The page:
A council has been found liable for the sexual abuse of four children by their father spanning 15 years because of poor social work.
The High Court ordered Milton Keynes Council to pay £319,000 damages to the children because social workers had failed to research the father’s background thoroughly, failed to adequately assess the mother’s ability to protect her children and failed to investigate the impact of the abuse on the children.
The case involved a long-term substance misuser who first admitted sexual abuse of his two eldest children at an Alcoholics Anonymous meeting in 1992.
The disclosure led to enquiries by the local police and a referral to social services, then run by Buckinghamshire Council. The father moved to lodgings and the first three children were placed on a child protection register. The fourth child was born two years later.
However, no charges were brought against the father and he returned to the family home on the day of a child protection conference in 1992 without any restrictions or undertakings.
The family was engaged in counselling and other therapeutic work around the father’s drug and alcohol abuse, but the social workers concluded he no longer had sexual feelings for his children and closed the case in 1993. The father continued to abuse all his children until 2005 when he had a severe stroke.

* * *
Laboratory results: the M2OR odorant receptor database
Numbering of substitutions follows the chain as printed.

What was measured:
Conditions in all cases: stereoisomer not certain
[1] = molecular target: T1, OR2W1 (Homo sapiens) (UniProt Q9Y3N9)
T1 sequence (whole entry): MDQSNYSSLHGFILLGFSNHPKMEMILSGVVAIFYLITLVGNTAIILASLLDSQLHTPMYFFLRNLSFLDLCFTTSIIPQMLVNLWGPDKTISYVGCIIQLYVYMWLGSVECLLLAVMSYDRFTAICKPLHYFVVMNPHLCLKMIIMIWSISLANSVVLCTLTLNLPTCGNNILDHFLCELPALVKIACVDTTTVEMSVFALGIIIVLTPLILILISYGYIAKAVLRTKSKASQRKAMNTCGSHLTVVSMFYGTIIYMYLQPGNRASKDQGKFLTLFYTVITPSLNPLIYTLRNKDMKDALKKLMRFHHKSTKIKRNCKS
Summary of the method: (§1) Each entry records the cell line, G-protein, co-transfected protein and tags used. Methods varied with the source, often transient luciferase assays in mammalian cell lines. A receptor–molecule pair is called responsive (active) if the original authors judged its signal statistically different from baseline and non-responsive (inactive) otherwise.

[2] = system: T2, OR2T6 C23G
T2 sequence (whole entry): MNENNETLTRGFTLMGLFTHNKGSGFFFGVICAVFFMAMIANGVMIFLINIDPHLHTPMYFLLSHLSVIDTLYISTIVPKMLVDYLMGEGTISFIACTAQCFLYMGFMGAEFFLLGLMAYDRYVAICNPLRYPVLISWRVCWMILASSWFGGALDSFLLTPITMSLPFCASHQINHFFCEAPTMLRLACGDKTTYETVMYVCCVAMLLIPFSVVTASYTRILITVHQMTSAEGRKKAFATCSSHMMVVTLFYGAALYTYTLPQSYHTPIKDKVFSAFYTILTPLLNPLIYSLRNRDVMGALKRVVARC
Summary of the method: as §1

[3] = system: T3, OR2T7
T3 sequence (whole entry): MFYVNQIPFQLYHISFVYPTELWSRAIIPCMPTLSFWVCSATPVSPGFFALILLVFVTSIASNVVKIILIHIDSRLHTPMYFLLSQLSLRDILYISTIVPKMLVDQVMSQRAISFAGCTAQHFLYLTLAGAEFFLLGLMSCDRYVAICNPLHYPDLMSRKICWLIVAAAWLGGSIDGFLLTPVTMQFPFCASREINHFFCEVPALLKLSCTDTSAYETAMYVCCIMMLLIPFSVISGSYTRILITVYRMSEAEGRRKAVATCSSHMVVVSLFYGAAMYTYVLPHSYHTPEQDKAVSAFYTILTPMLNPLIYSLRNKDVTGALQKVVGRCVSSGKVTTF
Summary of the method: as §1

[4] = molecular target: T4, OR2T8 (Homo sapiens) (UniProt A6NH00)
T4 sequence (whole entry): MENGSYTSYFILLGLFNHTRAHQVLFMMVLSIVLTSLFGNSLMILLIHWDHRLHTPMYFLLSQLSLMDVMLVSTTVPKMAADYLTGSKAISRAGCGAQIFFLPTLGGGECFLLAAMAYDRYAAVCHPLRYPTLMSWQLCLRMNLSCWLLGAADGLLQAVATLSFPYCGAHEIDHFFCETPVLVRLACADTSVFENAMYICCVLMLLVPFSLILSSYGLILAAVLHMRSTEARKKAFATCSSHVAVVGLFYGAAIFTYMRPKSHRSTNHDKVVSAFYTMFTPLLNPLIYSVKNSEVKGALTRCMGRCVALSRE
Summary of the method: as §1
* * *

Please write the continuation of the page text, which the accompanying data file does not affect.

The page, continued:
Despite two further incidents raised by the children’s school in 1993, the case was only re-opened when the eldest son attempted suicide, after which he disclosed the abuse.
Judge Alison Hampton said social workers had made no attempt to follow up a chance remark from the mother that the family had had to leave Israel because of allegations of sexual assault against the father, nor did they investigate concerns that the “mother seemed to be holding something back”.
“The social workers appeared to be accepting what they were told by the parents at face value, at an early stage, rather than pursue enquiries with an open mind and despite the reservations expressed by those involved in the first planning meeting that the mother was holding something back,” she said. “I accept that this case had the unusual feature that the abuse was disclosed on the father’s own admission. Long experience of cases of this nature indicates that one cannot assume that the perpetrator of child abuse is necessarily open and honest.”
Such cases are rare because social worker conduct is assessed by reference to professional norms at the time of the complaint and something more than an error of judgement by a social worker is needed to establish negligence.
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